Implant-supported overdentures are a successful solution for edentulous people
Implant-placed overdentures lock the denture in place, providing people with the peace of mind that their dentures will not slip when they speak or eat in public.
Chicago – (September 21, 2005) The enticing aroma of a thick, juicy steak was a temptation Marvin Goodwin oftentimes avoided because his dentures made the meat difficult to chew. Now that he's had implants placed to support his denture, he is no longer cautious of the foods he eats.
In a new study that printed in the Journal of Periodontology, researchers found that the cumulative survival rate of implant-placed overdentures was 95.4 percent for 10 years. The success rate for the maxilla (upper jaw) implant supporting overdentures was 87.3 percent and the mandible (lower jaw) was 99.5 percent.
"My implant-placed overdentures have made my life more pleasurable, I felt practically no pain in having them placed, and am very glad that I did it," said Marvin Goodwin of Buena Park, Calif. "Now I can eat caramel at a party and not have to worry about my dentures sticking together and prying them apart."
An implant-supported overdenture requires that implants are placed into the jaw. The implants bond to the jawbone forming an anchor. Full bridges or dentures are created to attach to the implants, literally locking the teeth replacement into place. "Even though my partials fit, they were often uncomfortable and had a tendency to move when I talked or ate," explained Goodwin. "I can now enjoy eating food – especially steak because my teeth do not move."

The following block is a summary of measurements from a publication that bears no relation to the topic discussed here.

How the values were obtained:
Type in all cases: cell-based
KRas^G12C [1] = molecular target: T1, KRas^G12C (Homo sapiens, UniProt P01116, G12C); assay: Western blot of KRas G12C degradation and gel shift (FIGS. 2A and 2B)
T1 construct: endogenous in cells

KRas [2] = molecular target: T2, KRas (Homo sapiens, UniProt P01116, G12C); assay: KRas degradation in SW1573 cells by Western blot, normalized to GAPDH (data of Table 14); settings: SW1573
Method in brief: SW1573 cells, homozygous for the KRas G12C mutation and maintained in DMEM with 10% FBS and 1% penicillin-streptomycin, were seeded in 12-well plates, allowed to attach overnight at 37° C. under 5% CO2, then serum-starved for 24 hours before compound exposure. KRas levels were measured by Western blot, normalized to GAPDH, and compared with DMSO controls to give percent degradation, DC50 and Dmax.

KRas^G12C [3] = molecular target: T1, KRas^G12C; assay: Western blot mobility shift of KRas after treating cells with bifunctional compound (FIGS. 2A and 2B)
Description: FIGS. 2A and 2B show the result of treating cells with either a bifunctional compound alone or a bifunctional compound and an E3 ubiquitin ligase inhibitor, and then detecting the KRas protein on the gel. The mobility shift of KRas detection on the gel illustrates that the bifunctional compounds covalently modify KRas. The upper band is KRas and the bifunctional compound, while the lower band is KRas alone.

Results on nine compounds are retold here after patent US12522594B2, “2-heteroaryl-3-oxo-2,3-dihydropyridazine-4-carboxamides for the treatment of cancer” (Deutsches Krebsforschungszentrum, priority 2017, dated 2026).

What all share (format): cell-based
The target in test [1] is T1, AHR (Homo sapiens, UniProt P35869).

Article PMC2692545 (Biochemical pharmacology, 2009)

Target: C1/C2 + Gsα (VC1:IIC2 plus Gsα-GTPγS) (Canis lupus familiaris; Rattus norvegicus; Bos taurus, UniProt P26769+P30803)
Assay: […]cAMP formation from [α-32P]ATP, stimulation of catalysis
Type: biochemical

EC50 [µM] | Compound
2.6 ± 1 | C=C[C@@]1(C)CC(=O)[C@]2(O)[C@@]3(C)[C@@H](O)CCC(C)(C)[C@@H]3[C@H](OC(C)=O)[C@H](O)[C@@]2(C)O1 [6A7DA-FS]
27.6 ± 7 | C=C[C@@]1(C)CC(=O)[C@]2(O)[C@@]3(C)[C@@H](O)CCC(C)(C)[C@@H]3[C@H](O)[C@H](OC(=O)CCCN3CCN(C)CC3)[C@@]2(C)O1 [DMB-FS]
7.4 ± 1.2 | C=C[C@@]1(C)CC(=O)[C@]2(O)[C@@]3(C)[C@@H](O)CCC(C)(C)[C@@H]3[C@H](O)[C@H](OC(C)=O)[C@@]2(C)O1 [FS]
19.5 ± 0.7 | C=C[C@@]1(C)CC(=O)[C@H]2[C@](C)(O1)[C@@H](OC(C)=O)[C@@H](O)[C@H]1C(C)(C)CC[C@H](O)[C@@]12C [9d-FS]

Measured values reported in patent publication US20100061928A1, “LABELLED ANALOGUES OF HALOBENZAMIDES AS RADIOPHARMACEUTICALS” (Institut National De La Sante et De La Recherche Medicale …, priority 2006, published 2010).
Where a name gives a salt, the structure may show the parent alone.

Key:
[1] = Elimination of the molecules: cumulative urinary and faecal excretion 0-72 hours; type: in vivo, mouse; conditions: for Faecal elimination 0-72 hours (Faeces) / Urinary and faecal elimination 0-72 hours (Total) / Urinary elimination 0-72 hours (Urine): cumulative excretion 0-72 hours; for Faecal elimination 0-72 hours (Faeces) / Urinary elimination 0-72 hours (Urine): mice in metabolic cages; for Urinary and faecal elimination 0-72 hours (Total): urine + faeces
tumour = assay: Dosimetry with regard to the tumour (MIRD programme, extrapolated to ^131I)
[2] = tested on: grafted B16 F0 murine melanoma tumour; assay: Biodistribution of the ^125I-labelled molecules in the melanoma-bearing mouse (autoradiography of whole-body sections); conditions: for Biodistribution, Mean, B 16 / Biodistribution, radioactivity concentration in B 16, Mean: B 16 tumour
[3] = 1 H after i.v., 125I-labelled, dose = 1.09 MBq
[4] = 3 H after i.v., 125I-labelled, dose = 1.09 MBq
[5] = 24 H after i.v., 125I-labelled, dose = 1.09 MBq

"One of the advantages of implant-supported full bridges and dentures is that it replaces some of the tooth roots, which will better preserve the jawbone," explains Vincent J. Iacono, DMD and president of the American Academy of Periodontology. "Dental implants integrate with the jawbone helping to keep the bone healthy and intact."
The overall rate of edentulism for adults 18 and older is nearly 10 percent. This rate increases with age so that about 33 percent of those 65 and older are without teeth according to the Surgeon General's Report on Oral Health.
The good news is periodontists have the special knowledge, training and facilities to give people teeth that look and feel just like their own. This procedure is a team effort between the patient, dentist and periodontist. Depending on the specific condition, the periodontist will create a treatment plan tailored to meet the patients' needs.
Source: Eurekalert & othersLast reviewed: By John M. Grohol, Psy.D. on 21 Feb 2009
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